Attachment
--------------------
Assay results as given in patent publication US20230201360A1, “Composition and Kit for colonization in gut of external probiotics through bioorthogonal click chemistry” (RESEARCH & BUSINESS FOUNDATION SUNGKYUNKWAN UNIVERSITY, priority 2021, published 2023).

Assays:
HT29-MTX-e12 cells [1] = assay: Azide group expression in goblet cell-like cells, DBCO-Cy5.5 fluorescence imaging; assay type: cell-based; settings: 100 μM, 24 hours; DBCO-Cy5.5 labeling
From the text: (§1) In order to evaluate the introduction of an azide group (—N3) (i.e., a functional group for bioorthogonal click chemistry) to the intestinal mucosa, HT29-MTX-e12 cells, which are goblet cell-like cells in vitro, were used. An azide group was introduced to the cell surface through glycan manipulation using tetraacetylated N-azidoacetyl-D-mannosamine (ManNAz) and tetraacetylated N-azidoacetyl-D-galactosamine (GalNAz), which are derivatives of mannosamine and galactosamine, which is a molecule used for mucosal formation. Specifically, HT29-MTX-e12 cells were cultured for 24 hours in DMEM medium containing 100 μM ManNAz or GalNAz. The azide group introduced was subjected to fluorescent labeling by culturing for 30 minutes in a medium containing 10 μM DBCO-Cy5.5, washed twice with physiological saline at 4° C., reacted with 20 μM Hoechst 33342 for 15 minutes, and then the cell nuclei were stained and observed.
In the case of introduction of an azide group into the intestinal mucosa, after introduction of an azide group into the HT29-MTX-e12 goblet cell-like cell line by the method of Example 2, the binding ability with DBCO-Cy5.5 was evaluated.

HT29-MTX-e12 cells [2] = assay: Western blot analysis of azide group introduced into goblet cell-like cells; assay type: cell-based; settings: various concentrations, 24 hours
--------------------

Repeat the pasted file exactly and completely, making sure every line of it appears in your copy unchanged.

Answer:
Assay results as given in patent publication US20230201360A1, “Composition and Kit for colonization in gut of external probiotics through bioorthogonal click chemistry” (RESEARCH & BUSINESS FOUNDATION SUNGKYUNKWAN UNIVERSITY, priority 2021, published 2023).

Assays:
HT29-MTX-e12 cells [1] = assay: Azide group expression in goblet cell-like cells, DBCO-Cy5.5 fluorescence imaging; assay type: cell-based; settings: 100 μM, 24 hours; DBCO-Cy5.5 labeling
From the text: (§1) In order to evaluate the introduction of an azide group (—N3) (i.e., a functional group for bioorthogonal click chemistry) to the intestinal mucosa, HT29-MTX-e12 cells, which are goblet cell-like cells in vitro, were used. An azide group was introduced to the cell surface through glycan manipulation using tetraacetylated N-azidoacetyl-D-mannosamine (ManNAz) and tetraacetylated N-azidoacetyl-D-galactosamine (GalNAz), which are derivatives of mannosamine and galactosamine, which is a molecule used for mucosal formation. Specifically, HT29-MTX-e12 cells were cultured for 24 hours in DMEM medium containing 100 μM ManNAz or GalNAz. The azide group introduced was subjected to fluorescent labeling by culturing for 30 minutes in a medium containing 10 μM DBCO-Cy5.5, washed twice with physiological saline at 4° C., reacted with 20 μM Hoechst 33342 for 15 minutes, and then the cell nuclei were stained and observed.
In the case of introduction of an azide group into the intestinal mucosa, after introduction of an azide group into the HT29-MTX-e12 goblet cell-like cell line by the method of Example 2, the binding ability with DBCO-Cy5.5 was evaluated.

HT29-MTX-e12 cells [2] = assay: Western blot analysis of azide group introduced into goblet cell-like cells; assay type: cell-based; settings: various concentrations, 24 hours